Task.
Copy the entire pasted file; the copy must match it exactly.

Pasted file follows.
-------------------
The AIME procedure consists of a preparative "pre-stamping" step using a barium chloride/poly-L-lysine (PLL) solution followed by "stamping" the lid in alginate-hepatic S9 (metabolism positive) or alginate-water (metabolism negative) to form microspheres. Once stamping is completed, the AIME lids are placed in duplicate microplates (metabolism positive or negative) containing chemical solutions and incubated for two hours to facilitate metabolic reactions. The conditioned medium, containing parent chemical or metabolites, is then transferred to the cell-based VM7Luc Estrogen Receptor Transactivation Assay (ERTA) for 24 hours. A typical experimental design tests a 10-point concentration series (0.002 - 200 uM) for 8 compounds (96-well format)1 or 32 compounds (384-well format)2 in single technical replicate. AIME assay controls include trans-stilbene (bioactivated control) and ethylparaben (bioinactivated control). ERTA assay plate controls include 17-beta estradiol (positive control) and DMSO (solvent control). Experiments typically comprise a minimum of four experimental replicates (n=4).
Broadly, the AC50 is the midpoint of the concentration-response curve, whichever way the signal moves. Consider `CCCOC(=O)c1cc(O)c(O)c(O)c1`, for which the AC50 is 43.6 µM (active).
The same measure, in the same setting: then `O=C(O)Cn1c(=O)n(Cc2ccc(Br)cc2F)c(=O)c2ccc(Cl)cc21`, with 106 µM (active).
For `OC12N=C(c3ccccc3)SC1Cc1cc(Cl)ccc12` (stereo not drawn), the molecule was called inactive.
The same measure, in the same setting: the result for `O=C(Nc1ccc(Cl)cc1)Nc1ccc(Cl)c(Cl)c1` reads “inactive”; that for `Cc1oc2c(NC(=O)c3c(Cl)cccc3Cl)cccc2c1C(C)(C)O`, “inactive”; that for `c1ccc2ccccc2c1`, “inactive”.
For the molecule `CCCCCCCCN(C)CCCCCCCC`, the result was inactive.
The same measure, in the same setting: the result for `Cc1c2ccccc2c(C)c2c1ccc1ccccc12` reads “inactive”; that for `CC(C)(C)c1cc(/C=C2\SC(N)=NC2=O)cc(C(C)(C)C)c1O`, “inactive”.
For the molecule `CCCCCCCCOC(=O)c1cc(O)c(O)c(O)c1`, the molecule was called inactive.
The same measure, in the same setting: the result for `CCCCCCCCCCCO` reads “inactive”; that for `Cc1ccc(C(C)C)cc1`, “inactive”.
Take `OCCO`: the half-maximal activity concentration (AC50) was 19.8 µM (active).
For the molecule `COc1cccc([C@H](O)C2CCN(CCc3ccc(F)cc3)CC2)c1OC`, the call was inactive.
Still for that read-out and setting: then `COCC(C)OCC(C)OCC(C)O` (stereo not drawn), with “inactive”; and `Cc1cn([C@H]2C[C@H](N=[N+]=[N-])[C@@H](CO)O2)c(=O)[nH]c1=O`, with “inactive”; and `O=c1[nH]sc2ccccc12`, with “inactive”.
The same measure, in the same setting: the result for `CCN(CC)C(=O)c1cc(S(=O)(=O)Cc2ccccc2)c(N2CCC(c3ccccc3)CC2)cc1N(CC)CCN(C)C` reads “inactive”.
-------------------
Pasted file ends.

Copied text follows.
The AIME procedure consists of a preparative "pre-stamping" step using a barium chloride/poly-L-lysine (PLL) solution followed by "stamping" the lid in alginate-hepatic S9 (metabolism positive) or alginate-water (metabolism negative) to form microspheres. Once stamping is completed, the AIME lids are placed in duplicate microplates (metabolism positive or negative) containing chemical solutions and incubated for two hours to facilitate metabolic reactions. The conditioned medium, containing parent chemical or metabolites, is then transferred to the cell-based VM7Luc Estrogen Receptor Transactivation Assay (ERTA) for 24 hours. A typical experimental design tests a 10-point concentration series (0.002 - 200 uM) for 8 compounds (96-well format)1 or 32 compounds (384-well format)2 in single technical replicate. AIME assay controls include trans-stilbene (bioactivated control) and ethylparaben (bioinactivated control). ERTA assay plate controls include 17-beta estradiol (positive control) and DMSO (solvent control). Experiments typically comprise a minimum of four experimental replicates (n=4).
Broadly, the AC50 is the midpoint of the concentration-response curve, whichever way the signal moves. Consider `CCCOC(=O)c1cc(O)c(O)c(O)c1`, for which the AC50 is 43.6 µM (active).
The same measure, in the same setting: then `O=C(O)Cn1c(=O)n(Cc2ccc(Br)cc2F)c(=O)c2ccc(Cl)cc21`, with 106 µM (active).
For `OC12N=C(c3ccccc3)SC1Cc1cc(Cl)ccc12` (stereo not drawn), the molecule was called inactive.
The same measure, in the same setting: the result for `O=C(Nc1ccc(Cl)cc1)Nc1ccc(Cl)c(Cl)c1` reads “inactive”; that for `Cc1oc2c(NC(=O)c3c(Cl)cccc3Cl)cccc2c1C(C)(C)O`, “inactive”; that for `c1ccc2ccccc2c1`, “inactive”.
For the molecule `CCCCCCCCN(C)CCCCCCCC`, the result was inactive.
The same measure, in the same setting: the result for `Cc1c2ccccc2c(C)c2c1ccc1ccccc12` reads “inactive”; that for `CC(C)(C)c1cc(/C=C2\SC(N)=NC2=O)cc(C(C)(C)C)c1O`, “inactive”.
For the molecule `CCCCCCCCOC(=O)c1cc(O)c(O)c(O)c1`, the molecule was called inactive.
The same measure, in the same setting: the result for `CCCCCCCCCCCO` reads “inactive”; that for `Cc1ccc(C(C)C)cc1`, “inactive”.
Take `OCCO`: the half-maximal activity concentration (AC50) was 19.8 µM (active).
For the molecule `COc1cccc([C@H](O)C2CCN(CCc3ccc(F)cc3)CC2)c1OC`, the call was inactive.
Still for that read-out and setting: then `COCC(C)OCC(C)OCC(C)O` (stereo not drawn), with “inactive”; and `Cc1cn([C@H]2C[C@H](N=[N+]=[N-])[C@@H](CO)O2)c(=O)[nH]c1=O`, with “inactive”; and `O=c1[nH]sc2ccccc12`, with “inactive”.
The same measure, in the same setting: the result for `CCN(CC)C(=O)c1cc(S(=O)(=O)Cc2ccccc2)c(N2CCC(c3ccccc3)CC2)cc1N(CC)CCN(C)C` reads “inactive”.